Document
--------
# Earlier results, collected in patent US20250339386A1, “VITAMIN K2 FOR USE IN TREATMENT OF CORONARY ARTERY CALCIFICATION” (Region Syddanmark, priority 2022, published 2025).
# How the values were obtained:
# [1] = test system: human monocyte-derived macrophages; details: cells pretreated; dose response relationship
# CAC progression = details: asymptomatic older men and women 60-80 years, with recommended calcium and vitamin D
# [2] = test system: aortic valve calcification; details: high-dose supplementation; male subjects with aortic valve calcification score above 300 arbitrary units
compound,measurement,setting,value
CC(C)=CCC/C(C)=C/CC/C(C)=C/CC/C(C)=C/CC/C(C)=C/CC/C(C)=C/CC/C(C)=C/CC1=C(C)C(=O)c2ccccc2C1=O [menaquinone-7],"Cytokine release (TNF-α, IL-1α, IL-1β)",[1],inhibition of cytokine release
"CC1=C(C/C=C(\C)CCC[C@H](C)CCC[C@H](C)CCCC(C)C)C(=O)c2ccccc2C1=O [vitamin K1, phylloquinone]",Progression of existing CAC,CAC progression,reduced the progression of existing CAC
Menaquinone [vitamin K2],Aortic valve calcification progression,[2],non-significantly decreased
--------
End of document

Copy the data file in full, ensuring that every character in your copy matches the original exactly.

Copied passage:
# Earlier results, collected in patent US20250339386A1, “VITAMIN K2 FOR USE IN TREATMENT OF CORONARY ARTERY CALCIFICATION” (Region Syddanmark, priority 2022, published 2025).
# How the values were obtained:
# [1] = test system: human monocyte-derived macrophages; details: cells pretreated; dose response relationship
# CAC progression = details: asymptomatic older men and women 60-80 years, with recommended calcium and vitamin D
# [2] = test system: aortic valve calcification; details: high-dose supplementation; male subjects with aortic valve calcification score above 300 arbitrary units
compound,measurement,setting,value
CC(C)=CCC/C(C)=C/CC/C(C)=C/CC/C(C)=C/CC/C(C)=C/CC/C(C)=C/CC/C(C)=C/CC1=C(C)C(=O)c2ccccc2C1=O [menaquinone-7],"Cytokine release (TNF-α, IL-1α, IL-1β)",[1],inhibition of cytokine release
"CC1=C(C/C=C(\C)CCC[C@H](C)CCC[C@H](C)CCCC(C)C)C(=O)c2ccccc2C1=O [vitamin K1, phylloquinone]",Progression of existing CAC,CAC progression,reduced the progression of existing CAC
Menaquinone [vitamin K2],Aortic valve calcification progression,[2],non-significantly decreased